Handling Messy Data

This is really an umbrella term that covers a couple of different, but closely related, skills.

The first is data cleaning, a critical skill for anyone who aspires to work with data. Data cleaning is everything that you have to do to an existing data set to get it ready for analysis, including tasks such as fixing formatting, cleaning up typos, and dropping duplicate entries. Data cleaning isn’t most people’s favorite part of the job, but it is an essential one. And don’t worry! You’ll be doing all of this cleaning using your programming skills, not combing through spreadsheets by hand.

The second skill is working with unstructured data. Unstructured data really refers to any data that isn’t coming to you as a pre-existing data set, and thus isn’t clearly structured. Streaming data from social media, for example—a raw, real-time feed of everything posted to a platform—is unstructured data. You have to write the code that filters, sorts, and categorizes it to create the data set you want to analyze, and that’s a skill that employers value.

How to Develop This Skill

Practice working with dirty data sets and try a few projects where you collect your own. For a first project, try working with something like Twitter streaming data—this is unstructured data, but it’s analyzed frequently, so you’ll be able to find lots of tutorials (like this one) and code examples to help you get the hang of it.

How to Demonstrate It in Your Job Search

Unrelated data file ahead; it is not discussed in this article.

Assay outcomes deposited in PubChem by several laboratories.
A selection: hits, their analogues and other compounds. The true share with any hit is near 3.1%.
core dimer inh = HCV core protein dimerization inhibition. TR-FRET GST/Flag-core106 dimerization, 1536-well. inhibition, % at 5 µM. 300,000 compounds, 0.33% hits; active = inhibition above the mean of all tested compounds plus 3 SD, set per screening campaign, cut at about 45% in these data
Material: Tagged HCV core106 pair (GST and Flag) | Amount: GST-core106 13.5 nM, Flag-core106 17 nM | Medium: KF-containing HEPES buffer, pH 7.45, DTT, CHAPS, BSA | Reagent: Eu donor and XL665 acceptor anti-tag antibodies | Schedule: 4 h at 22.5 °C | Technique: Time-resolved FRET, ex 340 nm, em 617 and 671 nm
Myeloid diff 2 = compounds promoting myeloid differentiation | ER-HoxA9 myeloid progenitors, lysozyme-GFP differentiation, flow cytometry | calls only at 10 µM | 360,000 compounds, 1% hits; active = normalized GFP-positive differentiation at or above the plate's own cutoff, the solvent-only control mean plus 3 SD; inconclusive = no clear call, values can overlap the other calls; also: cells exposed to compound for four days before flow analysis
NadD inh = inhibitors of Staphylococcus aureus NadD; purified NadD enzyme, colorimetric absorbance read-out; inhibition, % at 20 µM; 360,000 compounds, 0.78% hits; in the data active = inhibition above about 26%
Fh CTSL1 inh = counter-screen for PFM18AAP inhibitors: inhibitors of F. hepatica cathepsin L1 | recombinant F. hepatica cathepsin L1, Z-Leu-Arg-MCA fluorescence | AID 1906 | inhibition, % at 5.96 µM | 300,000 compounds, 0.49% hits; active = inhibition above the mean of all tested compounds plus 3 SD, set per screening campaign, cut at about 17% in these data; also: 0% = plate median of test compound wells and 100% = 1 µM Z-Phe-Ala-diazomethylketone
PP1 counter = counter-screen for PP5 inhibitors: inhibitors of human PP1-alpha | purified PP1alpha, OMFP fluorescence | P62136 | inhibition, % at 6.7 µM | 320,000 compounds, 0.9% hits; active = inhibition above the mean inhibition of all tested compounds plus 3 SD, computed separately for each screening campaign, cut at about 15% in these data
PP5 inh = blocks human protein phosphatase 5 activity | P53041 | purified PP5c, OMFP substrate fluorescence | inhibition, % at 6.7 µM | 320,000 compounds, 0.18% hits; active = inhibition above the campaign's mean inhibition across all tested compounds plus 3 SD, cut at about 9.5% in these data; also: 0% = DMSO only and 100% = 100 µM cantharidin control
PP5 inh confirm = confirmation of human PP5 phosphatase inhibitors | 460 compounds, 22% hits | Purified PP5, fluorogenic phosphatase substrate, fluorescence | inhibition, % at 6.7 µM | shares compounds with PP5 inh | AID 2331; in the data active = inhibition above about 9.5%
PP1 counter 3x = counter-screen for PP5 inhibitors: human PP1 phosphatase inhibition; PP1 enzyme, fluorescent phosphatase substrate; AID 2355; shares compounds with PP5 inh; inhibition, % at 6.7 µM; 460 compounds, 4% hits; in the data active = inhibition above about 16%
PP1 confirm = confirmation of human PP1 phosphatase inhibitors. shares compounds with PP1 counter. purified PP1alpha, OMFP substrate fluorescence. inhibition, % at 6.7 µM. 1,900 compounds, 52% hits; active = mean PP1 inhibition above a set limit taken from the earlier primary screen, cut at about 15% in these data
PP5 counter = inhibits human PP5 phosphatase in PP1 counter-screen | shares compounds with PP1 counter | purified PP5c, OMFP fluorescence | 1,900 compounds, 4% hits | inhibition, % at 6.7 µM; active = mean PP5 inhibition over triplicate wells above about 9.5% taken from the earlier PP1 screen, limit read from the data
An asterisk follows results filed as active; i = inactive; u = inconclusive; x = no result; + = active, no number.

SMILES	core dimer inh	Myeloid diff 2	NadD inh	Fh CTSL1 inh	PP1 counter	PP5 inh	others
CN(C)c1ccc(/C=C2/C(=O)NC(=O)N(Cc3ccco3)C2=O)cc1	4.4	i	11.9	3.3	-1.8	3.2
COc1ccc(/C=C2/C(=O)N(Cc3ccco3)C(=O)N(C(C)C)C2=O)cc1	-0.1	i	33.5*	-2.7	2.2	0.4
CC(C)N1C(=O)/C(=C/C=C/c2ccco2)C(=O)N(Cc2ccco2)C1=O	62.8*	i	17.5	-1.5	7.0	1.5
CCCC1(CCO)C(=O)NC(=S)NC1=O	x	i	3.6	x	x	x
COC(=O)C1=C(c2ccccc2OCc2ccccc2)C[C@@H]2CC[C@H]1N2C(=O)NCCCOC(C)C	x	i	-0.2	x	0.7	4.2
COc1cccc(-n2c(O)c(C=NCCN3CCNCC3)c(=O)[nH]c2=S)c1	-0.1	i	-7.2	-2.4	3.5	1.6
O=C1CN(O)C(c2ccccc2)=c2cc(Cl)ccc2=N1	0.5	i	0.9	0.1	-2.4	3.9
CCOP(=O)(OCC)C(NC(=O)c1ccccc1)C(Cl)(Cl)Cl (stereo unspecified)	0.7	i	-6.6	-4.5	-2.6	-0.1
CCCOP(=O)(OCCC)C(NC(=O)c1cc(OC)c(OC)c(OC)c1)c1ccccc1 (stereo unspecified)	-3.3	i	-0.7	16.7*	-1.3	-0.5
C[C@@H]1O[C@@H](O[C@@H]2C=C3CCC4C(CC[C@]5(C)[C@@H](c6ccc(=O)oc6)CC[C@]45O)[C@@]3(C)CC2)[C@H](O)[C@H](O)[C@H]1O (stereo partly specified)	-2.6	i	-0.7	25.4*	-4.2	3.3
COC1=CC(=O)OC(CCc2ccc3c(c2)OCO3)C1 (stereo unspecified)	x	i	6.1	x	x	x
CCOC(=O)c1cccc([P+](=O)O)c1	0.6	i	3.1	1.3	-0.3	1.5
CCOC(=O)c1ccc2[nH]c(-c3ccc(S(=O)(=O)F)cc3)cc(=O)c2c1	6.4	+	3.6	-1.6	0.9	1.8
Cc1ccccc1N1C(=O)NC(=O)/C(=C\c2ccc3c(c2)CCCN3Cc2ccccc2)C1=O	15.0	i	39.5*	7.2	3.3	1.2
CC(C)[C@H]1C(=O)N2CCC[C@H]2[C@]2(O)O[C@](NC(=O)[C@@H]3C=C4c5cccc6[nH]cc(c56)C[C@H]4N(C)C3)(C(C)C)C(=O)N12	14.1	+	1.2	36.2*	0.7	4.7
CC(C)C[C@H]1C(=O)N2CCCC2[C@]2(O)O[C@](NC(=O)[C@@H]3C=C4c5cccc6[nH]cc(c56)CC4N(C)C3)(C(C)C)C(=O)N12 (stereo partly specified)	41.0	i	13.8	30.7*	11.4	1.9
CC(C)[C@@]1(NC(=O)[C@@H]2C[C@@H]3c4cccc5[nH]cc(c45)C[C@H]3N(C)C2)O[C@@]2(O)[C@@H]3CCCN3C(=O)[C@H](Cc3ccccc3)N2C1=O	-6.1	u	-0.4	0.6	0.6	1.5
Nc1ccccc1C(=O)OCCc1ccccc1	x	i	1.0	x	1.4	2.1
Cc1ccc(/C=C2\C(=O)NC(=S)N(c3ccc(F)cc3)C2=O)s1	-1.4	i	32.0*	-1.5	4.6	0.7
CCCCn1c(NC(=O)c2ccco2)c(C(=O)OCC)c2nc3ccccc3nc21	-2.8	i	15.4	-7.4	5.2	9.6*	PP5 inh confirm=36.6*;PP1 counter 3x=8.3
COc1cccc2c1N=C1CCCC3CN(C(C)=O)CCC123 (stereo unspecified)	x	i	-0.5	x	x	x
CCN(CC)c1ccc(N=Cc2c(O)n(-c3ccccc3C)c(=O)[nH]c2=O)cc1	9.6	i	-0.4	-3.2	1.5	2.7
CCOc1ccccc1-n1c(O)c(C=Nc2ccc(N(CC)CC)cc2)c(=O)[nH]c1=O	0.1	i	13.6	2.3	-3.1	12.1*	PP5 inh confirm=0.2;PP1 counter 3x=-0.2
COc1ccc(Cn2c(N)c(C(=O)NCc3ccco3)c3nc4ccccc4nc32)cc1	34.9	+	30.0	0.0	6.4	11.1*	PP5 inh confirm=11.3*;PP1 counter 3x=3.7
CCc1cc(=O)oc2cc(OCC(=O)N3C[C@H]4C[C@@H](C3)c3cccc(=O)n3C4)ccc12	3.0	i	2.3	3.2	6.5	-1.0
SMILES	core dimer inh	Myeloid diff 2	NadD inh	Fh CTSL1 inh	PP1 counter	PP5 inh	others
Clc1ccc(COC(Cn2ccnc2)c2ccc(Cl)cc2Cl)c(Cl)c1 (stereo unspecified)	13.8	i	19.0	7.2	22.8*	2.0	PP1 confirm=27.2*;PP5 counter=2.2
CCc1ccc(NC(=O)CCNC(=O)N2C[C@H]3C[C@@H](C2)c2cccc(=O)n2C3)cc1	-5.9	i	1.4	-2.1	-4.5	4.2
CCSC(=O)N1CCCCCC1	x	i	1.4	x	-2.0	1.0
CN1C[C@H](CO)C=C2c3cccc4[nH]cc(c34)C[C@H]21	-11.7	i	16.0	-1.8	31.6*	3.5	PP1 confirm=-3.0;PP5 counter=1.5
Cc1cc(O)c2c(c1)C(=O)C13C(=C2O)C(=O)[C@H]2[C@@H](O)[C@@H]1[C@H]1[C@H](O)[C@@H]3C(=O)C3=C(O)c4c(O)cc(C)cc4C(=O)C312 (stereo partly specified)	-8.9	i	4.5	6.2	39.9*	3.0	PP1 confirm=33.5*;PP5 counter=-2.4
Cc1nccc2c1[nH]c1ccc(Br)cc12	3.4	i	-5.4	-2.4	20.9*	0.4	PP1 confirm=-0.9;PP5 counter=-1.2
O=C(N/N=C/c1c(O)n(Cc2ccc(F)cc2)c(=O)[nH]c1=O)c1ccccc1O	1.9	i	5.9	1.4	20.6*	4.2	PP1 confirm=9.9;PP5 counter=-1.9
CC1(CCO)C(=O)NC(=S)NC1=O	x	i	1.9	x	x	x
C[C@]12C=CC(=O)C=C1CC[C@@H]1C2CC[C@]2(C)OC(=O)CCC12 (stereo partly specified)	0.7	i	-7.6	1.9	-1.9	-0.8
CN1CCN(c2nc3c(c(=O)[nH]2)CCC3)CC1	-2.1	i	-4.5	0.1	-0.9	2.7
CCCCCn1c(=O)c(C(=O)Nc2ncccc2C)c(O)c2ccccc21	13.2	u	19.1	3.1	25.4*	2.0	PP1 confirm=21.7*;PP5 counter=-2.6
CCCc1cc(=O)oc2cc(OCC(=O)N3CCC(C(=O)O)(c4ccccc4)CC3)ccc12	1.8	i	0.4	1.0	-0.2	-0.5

Again, this is something that you show in the projects on your resume and your GitHub. On your resume, in the bullet points under your highlighted projects, include a line or two detailing what you had to do to clean and structure the data. For example, you might say something like:

  • Filtered streaming tweet data via the Twitter API, cleaned tweets with regex, and tokenized them for VADER sentiment analysis.

You should also be ready to talk about how you approach handling messy data in your interview, whether you get asked about it directly or not. You will certainly be asked about your projects more broadly. In your answers, you can weave in the context of how you collected and cleaned the data prior to your analysis.


Machine Learning/“AI”

This is the part of data science that many aspiring learners get excited about, and with good reason! Machine learning is incredibly cool, but it can also start to feel pretty daunting when you look into it because it is a large and complex field.

The good news is that you don’t have to know everything! To get a foothold in the industry, you’ll just need a solid grasp of the most popular algorithms. For example, you’ll want to be sure that you can implement and explain popular model types including linear and logistic regressions, Naive Bayes,  classification and regression trees (CART), k-nearest neighbors algorithm (KNN), k-means, principle component analysis (PCA), and random forests. (If that all sounds like gibberish, don’t worry! It’s not as bad as it sounds, and you don’t need to know it all right now—you’ll get there eventually!)